Following the heavily-hyped horror film The Witch, the latest and most buzz-worthy thrill from A24 Films is Green Room, director Jeremy Saulnier's bloody follow-up to 2014's revenge thriller Blue RuinGreen Room follows a hardcore punk band that plays the wrong gig at the wrong venue and finds themselves trapped in a green room after witnessing the venue's neo-Nazi owners commit murder. Unarmed, untrained, and scared shitless, they're forced to fight for their lives in order to escape, but it kick-starts with a nauseatingly gory turn that makes their return to safety near impossible. Alia Shawkat and Anton Yelchin star as band members, with Imogen Poots as the murdered girl's friend who gets trapped in the room with them. Saulnier's muse Macon Blair (from Blue Ruin) stars as one of the neo-Nazis, while their  leader is played by the one and only Patrick Stewart—quiet, calm, and collected but somehow still scary as hell. "We didn’t give him big monologues," Saulnier says. "He’s someone with a certain stature. It’s his presence—his implied being—that circles the whole movie. Patrick and I realized that he gives his quietest performance of his career—stage or screen. His character had to be downplayed and brutally pragmatic. The whole thing is that he doesn’t really come unraveled." 

The movie does unravel, though, turning what could just be an indie music drama into a terrifying game of cat-and-mouse. It's an insane horror plot that seems to have sprouted from director/writer Saulnier's twisted mind, but the story has realer roots than one might expect. Growing up in D.C., Saulnier was in a hardcore punk band himself, so the scene is ripped out of the pages of his teenage memories. The fictional band, the Ain't Rights, is based off his own band and his friends' as well. In person, Saulnier's appearance and mannerism are eerily reminiscent of Anton Yelchin, who plays the protagonist in the film. "Oh for sure, there’s a little bit of me in a lot of the characters," he confirms. "There’s a real Tiger [Callum Turner], there’s a real Sam [Alia Shawkat], and Pat [Anton Yelchin] is this sort of hybrid of me and a lot of people I know. And Reece [Joe Cole], the drummer, is based on a few people I know, too. So it’s all very personal."

The punk band part isn't that unusual, but he did have actual run-ins with neo-Nazis. "I was very young, and very out of my depth," Saulnier says. "I was 15, 16, 17 when I was going to these hardcore shows in D.C. There were Nazi skinheads at shows—not a ton of them, but they did attract violence." They weren't the majority in the scene ("No one wanted them there, no one wanted swastikas in the pit," he recalls), but there were enough for him to notice. And they always attracted violence. 

There was one experience that was particularly traumatizing to a young Saulnier. "I remember walking through blood," he says. "There was a stabbing outside of the show. I wasn't involved, but when you are that young and you are from suburban Virginia, it feels very unsettling, the cult shit. Why are they stabbing each other? You don’t quite get it."

"They called off the show and people left," he continues. "There was a big puddle of blood. These things happened. I was certainly scared shitless. It stuck with me." What scared Saulnier is nothing compared to what he puts his characters through in Green Room. Saulnier refuses to market his movie as a horror film, but don't let that downplay the horrors of the film. "I don’t want to exploit my characters' deaths, but when there’s a non-fatal wound, you will find me getting a nice close-up of that." This is where that nauseatingly gory turn comes in. Yelchin's Pat takes a hit early on, with a stomach-churning arm injury that's almost too much for a character that isn't meant to be part of the body count.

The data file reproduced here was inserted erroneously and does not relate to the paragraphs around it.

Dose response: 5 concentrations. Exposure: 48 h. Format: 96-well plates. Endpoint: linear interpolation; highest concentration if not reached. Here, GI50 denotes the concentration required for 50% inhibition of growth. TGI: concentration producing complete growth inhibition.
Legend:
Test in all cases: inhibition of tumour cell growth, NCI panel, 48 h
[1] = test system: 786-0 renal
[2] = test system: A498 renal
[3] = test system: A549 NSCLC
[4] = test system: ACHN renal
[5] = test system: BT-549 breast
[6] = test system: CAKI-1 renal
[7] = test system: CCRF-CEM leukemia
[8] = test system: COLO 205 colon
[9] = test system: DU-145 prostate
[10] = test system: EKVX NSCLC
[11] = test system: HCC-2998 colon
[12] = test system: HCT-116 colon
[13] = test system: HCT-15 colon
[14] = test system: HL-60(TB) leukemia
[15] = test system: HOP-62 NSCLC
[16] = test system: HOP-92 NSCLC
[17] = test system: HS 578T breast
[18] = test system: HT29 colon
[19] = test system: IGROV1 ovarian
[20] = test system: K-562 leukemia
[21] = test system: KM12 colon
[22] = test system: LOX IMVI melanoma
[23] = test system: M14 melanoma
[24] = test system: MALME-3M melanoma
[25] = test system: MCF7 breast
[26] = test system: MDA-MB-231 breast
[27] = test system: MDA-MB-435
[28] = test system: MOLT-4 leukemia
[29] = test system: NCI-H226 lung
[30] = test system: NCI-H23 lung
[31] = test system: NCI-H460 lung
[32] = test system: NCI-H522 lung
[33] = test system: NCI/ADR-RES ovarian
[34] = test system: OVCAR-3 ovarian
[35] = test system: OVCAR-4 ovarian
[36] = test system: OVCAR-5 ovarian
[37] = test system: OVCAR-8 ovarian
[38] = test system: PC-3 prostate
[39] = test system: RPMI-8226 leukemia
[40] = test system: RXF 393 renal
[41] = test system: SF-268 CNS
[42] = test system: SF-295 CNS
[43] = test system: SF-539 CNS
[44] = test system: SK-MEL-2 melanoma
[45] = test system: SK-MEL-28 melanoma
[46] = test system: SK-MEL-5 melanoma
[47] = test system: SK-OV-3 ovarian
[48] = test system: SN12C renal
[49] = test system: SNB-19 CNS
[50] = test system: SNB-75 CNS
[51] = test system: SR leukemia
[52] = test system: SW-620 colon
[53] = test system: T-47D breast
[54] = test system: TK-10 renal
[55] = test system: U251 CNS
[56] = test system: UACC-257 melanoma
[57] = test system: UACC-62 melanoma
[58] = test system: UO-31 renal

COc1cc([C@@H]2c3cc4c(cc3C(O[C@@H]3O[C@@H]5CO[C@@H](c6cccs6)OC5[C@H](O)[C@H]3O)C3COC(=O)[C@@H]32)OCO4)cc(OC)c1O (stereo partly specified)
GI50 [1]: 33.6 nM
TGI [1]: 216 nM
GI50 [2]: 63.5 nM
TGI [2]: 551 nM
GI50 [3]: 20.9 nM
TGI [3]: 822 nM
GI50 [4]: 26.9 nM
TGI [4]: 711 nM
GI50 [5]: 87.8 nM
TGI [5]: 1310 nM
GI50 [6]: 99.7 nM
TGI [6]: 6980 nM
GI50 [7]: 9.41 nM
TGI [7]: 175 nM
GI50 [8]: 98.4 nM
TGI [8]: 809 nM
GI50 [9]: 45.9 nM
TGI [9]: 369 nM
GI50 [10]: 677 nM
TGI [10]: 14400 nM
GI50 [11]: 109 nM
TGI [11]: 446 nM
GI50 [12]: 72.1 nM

It's about an hour of pure tension before the shit hits the fan—but when it hits, it hits harder than you're ready for. "The fun part of Green Room is you get deprived of expectations and it builds so much that when it unleashes it’s like, 'No. No. Come back,'" Saulnier says. "It turns brutally and abruptly and it doesn’t stop from there. It had to have the impact of real violence. The references for that were real and terrible. Machetes are terrible tools and they are used, unfortunately, throughout the world. It made sick, but boy it elicits an involuntary response from people. It’s to say, 'We are really in it now and now I don’t feel safe because I think everyone is going to die.'"

The senseless violence feels especially inescapable because of the claustrophobic, single-location format. If it wasn't obvious from the title, the green room was crucial to building Saulnier's cinematic world. Usually, he'll scout a film location and adapt his movie to it, but for Green Room, he had the venue built so it was exactly to his liking. "The only way to do this was to build it from scratch during pre-production," he says. "I had written the script in so much detail based on spatial relationships, adjacent hallways, and rooms where everything lined up. We had to build the entire concert venue. You almost feel guilty. It’s my first movie where I had to create the world instead of taking what is available and bending to that world." The room really comes alive at the end, when it becomes a hide-and-seek face-off in a venue-turned-maze.

Since Saulnier came up in the scene, this is an idea he's had for over a decade, but he felt he couldn't create the hyper-dramatized version found in Green Room until this moment. The sleeper success of Blue Ruin is what made this film possible for him. He knew it was going to be an uphill battle—after all, it is a movie about Nazi skinheads and punks getting in brutal scraps with each other. But after the reception of his last film, he said, "Holy shit, this is my one and only shot."

'Green Room' is out April 15 (limited) and then April 29 (wide).